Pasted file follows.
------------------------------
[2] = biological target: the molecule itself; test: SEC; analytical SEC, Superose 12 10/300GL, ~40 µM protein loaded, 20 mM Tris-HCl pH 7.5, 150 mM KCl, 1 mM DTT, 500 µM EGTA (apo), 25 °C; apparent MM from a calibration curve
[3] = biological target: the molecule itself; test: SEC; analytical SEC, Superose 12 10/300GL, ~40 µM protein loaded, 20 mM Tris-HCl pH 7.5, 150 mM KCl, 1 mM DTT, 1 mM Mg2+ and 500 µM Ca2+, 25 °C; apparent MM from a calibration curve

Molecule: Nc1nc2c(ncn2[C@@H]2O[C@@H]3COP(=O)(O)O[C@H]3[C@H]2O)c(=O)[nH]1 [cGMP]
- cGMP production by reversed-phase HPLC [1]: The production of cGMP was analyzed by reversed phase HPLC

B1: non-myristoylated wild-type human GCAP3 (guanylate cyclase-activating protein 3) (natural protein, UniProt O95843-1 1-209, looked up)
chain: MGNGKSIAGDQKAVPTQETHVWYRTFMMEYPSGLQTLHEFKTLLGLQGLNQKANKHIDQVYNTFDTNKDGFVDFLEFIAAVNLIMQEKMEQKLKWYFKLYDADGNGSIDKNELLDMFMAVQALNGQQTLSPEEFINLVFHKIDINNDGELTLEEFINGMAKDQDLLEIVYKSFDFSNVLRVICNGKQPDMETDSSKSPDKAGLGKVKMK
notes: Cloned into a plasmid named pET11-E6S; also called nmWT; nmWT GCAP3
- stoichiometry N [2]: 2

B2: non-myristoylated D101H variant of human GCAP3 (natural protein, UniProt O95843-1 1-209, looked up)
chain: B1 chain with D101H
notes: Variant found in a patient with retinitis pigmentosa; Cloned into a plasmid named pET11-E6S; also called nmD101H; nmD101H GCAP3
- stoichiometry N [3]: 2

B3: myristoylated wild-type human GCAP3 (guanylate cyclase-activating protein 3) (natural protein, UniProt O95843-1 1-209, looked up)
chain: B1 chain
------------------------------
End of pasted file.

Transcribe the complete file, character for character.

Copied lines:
[2] = biological target: the molecule itself; test: SEC; analytical SEC, Superose 12 10/300GL, ~40 µM protein loaded, 20 mM Tris-HCl pH 7.5, 150 mM KCl, 1 mM DTT, 500 µM EGTA (apo), 25 °C; apparent MM from a calibration curve
[3] = biological target: the molecule itself; test: SEC; analytical SEC, Superose 12 10/300GL, ~40 µM protein loaded, 20 mM Tris-HCl pH 7.5, 150 mM KCl, 1 mM DTT, 1 mM Mg2+ and 500 µM Ca2+, 25 °C; apparent MM from a calibration curve

Molecule: Nc1nc2c(ncn2[C@@H]2O[C@@H]3COP(=O)(O)O[C@H]3[C@H]2O)c(=O)[nH]1 [cGMP]
- cGMP production by reversed-phase HPLC [1]: The production of cGMP was analyzed by reversed phase HPLC

B1: non-myristoylated wild-type human GCAP3 (guanylate cyclase-activating protein 3) (natural protein, UniProt O95843-1 1-209, looked up)
chain: MGNGKSIAGDQKAVPTQETHVWYRTFMMEYPSGLQTLHEFKTLLGLQGLNQKANKHIDQVYNTFDTNKDGFVDFLEFIAAVNLIMQEKMEQKLKWYFKLYDADGNGSIDKNELLDMFMAVQALNGQQTLSPEEFINLVFHKIDINNDGELTLEEFINGMAKDQDLLEIVYKSFDFSNVLRVICNGKQPDMETDSSKSPDKAGLGKVKMK
notes: Cloned into a plasmid named pET11-E6S; also called nmWT; nmWT GCAP3
- stoichiometry N [2]: 2

B2: non-myristoylated D101H variant of human GCAP3 (natural protein, UniProt O95843-1 1-209, looked up)
chain: B1 chain with D101H
notes: Variant found in a patient with retinitis pigmentosa; Cloned into a plasmid named pET11-E6S; also called nmD101H; nmD101H GCAP3
- stoichiometry N [3]: 2

B3: myristoylated wild-type human GCAP3 (guanylate cyclase-activating protein 3) (natural protein, UniProt O95843-1 1-209, looked up)
chain: B1 chain